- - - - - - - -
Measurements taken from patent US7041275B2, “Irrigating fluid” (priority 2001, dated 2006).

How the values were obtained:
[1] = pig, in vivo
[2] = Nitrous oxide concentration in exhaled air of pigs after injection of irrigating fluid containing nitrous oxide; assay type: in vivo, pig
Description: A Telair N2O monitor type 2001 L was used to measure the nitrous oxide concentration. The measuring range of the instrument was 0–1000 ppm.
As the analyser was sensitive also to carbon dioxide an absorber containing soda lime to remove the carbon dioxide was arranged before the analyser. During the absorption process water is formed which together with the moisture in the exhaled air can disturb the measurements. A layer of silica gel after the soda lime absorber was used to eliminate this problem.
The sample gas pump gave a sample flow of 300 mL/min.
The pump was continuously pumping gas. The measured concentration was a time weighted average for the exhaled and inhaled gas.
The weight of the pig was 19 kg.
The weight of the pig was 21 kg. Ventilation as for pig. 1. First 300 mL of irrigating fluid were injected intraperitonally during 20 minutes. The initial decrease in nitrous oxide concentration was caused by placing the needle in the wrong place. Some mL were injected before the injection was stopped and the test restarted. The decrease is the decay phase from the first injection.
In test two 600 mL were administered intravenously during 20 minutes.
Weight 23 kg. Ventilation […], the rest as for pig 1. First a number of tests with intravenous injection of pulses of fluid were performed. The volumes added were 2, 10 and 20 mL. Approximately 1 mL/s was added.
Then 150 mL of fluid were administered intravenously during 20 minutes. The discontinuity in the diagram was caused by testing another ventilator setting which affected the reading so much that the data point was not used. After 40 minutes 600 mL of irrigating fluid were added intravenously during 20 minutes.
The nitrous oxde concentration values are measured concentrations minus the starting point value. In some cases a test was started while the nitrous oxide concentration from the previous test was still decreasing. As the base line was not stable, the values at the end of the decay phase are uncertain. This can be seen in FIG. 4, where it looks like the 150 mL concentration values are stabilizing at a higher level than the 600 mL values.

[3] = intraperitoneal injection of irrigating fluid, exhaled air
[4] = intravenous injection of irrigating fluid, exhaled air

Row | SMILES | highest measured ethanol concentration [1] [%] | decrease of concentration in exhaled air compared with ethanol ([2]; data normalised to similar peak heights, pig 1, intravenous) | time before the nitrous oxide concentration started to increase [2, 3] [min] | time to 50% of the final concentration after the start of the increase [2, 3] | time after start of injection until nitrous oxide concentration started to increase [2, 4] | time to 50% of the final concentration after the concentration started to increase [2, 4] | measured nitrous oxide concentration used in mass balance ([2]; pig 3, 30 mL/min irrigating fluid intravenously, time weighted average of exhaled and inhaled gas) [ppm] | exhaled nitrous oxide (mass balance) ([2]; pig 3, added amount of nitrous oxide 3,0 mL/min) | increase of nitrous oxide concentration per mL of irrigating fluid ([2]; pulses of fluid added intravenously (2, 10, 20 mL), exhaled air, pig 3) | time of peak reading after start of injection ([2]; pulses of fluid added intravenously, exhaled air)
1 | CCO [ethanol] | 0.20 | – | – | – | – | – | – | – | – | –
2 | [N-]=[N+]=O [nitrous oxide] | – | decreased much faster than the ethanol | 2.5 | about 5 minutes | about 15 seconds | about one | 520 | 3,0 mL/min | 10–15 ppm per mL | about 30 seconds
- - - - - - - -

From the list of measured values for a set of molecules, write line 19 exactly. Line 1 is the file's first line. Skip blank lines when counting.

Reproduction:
2 | [N-]=[N+]=O [nitrous oxide] | – | decreased much faster than the ethanol | 2.5 | about 5 minutes | about 15 seconds | about one | 520 | 3,0 mL/min | 10–15 ppm per mL | about 30 seconds